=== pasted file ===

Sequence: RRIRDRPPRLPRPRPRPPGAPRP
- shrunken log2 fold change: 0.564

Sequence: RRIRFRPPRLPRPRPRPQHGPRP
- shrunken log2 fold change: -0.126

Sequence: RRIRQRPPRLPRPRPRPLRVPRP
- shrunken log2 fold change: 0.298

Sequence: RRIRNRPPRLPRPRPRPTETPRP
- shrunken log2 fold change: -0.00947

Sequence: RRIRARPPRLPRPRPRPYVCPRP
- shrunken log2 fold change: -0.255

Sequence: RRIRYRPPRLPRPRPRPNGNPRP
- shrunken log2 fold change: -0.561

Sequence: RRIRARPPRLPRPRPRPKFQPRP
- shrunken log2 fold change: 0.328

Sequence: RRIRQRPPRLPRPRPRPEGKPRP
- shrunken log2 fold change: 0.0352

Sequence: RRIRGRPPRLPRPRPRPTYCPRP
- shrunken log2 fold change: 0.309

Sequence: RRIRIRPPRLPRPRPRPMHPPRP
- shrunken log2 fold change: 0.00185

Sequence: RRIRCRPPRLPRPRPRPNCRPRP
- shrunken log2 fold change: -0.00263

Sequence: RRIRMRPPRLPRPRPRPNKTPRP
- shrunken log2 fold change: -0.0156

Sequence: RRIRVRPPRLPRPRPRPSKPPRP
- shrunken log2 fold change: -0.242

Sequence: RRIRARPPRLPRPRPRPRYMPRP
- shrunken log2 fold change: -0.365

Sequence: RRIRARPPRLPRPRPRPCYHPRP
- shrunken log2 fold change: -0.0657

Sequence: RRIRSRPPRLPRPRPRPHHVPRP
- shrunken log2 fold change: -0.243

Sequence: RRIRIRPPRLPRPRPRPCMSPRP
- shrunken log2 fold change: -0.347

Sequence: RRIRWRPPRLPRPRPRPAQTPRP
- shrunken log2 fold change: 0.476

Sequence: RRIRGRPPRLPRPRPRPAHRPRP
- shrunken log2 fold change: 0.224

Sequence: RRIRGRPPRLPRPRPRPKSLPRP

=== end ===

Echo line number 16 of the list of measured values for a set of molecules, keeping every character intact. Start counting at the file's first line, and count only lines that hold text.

- shrunken log2 fold change: 0.0352